A few interesting techniques and whatnots learnt during this process:
Some bolts are self-tapping (!?)... Awesome. Look for cut-out flutes and a tapered-end.
Computer slot-covers are quite handy little strips of metal... They come in various materials, some more malleable than others, some aluminum, others with ridges for structural-purposes.
I needed to attach roller-wheels to the particle-board surface, as, otherwise, the drill could rotate with the rack(/pinion). The original rotary-tool mount had a bracket with an upright thing that prevented too much rotation (but quite a lot was still allowed). That upright thing had to be removed for this attachment.
Because only one bolt is used to hold the wheel-mount, and because the bracket lost some width due to wrapping around the rack, the bracket flexes a bit at the distant-side. So I added the upright "band", as seen here, for some added-support
Doing-so was interesting... I don't have a welder. So I set my soldering iron to its highest setting which was just enough to run a hefty bead on each edge. Wasn't sure what I was going to do to melt those two beads together, though. It was difficult to heat both materials with the bead separating them from their resting-position. Then it hit me... I wanted to "reflow" the solder-beads together, right? And how do most 1337 Haxorz reflow [PCBs]? In the oven!
Well, I don't want all those fumes lining my oven, and I just happen to have acquired a whole bunch of pots and pans, more than I could ever cook with. So I set it in a stainless-steel pot, didn't even bother trying to clamp 'em. Covered with a bit of aluminium-foile, and turned the stove-burner on high. A bit later there was quite a bit of smoke (definitely open the windows and use a fan for something like this!). A bit later the smoke had dissipated... about 20 minutes in I checked it and much to my surprise the thing aligned itself quite nicely and made a beautiful fillet.
Very cool technique for the future bag-o-tricks!
This particular bracket still flexes a little bit at the far-wheel, but it's certainly better and the rotation is on-par with the amount the rotary-tool setup had... It could probably be improved, still.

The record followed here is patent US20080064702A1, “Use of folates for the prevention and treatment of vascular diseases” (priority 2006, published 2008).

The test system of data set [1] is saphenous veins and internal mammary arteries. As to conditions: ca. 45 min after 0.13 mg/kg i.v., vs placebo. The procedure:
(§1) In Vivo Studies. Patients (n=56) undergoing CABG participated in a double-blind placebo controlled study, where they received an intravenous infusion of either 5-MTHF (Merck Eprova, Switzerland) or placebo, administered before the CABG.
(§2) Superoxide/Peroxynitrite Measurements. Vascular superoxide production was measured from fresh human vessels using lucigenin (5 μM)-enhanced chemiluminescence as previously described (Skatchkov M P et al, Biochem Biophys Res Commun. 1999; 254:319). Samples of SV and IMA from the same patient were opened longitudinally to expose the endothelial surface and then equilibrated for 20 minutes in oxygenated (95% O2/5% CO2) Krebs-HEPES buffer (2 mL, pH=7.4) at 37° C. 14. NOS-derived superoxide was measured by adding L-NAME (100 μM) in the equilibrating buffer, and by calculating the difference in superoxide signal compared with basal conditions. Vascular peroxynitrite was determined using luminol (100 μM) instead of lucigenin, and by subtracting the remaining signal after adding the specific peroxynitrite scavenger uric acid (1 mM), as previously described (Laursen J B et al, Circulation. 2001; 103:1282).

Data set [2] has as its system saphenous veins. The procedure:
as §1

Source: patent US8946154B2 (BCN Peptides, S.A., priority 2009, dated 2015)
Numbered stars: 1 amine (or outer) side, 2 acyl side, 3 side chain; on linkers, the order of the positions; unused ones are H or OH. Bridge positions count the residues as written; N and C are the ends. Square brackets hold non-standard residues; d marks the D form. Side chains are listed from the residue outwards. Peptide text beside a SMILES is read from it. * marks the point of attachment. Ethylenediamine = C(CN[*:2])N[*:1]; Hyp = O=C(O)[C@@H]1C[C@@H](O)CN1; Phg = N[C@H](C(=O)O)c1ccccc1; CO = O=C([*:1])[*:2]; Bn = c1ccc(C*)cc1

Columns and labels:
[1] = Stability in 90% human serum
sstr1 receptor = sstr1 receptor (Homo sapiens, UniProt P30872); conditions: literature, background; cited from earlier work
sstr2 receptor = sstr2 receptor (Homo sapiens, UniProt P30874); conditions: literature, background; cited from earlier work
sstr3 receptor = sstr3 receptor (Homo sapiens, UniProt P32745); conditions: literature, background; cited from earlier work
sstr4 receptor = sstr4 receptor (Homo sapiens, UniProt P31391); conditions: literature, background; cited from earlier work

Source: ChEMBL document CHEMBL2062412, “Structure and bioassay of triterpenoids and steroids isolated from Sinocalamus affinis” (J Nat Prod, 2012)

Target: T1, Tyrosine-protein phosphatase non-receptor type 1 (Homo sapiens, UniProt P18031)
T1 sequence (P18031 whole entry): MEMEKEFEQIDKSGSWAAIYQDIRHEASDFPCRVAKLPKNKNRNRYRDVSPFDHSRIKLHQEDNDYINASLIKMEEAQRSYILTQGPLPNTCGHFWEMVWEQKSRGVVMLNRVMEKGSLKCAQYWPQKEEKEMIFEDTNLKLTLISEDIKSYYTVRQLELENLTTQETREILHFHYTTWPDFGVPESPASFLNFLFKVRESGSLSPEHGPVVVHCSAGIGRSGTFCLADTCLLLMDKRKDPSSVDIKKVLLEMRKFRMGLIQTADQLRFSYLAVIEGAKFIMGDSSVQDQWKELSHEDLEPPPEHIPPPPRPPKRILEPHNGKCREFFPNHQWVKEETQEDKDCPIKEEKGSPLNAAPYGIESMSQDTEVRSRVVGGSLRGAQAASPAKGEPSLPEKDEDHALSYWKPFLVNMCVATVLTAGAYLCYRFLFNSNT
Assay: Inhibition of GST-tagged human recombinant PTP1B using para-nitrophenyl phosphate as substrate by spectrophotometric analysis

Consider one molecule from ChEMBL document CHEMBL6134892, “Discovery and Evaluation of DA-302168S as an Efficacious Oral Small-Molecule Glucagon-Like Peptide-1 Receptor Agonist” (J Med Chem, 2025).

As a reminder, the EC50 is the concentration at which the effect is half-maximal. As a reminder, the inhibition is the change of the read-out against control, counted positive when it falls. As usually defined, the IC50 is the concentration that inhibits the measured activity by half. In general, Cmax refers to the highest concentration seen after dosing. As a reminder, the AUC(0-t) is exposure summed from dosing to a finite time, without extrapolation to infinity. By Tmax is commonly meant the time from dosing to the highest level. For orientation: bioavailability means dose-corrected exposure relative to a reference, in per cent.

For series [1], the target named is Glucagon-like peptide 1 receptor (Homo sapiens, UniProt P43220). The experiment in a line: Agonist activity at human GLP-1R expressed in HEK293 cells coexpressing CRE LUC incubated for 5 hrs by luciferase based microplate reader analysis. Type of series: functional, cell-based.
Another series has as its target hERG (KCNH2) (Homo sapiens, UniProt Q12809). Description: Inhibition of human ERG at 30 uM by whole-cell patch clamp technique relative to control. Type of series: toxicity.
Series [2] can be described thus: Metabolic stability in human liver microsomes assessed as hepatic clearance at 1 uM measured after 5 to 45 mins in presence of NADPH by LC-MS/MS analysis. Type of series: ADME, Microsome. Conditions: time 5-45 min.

The bottom of the mount is attached to the "rack's" bolt via plain ol' L-bracket, where the original rotary-tool mount was bolted.
The top was a bit more difficult. I found an L-shaped bolt-clamp thing originally used to clamp a lamp to a desk-top. Did some bending so it'd grab the "rack". Actually tried two different bends before deciding a straight-up U is obviously the right choice. Well, it's almost a U.
The spacer is three pieces, a bolt and a nut, and the third plastic piece was from an old stroller I scrapped years ago. It's hard to describe at the moment... The bolt-head is just clamped against the surface (no drilling necessary), and the nut makes it adjustable to get everything as square as possible.
The right-angle drill-attachment had a wooden handle that was held in with a single bolt. I unscrewed the handle and used that bolt-point to attach it to the plywood. But it wasn't difficult to rotate the whole attachment around that bolt. But there's a flat surface. I used two pieces of steel(?) cut from a square-shaft originally used to drive the paper-feed grippers in an old dot-matrix printer. I also had a similar piece of aluminum, but didn't want it to flex too much.
I planned on using 6-32 bolts for fine-adjustment, but couldn't wrap my head around the necessity for cutting-fluid (and the expected mess)... and, suffice-to-say, I got the tap all the way through the first hole (but not fully-threaded) before the tap broke. Thankfully there was enough of the tap remaining to grab-hold of for removal.
So I went up a size and used vegetable-oil as cutting-fluid and, of course, it was a *much* smoother process. (In case you're like me, and need to know "why" before being convinced "that"... my theory is that the "cutting" fluid doesn't actually aid in *cutting* at all,...Read more »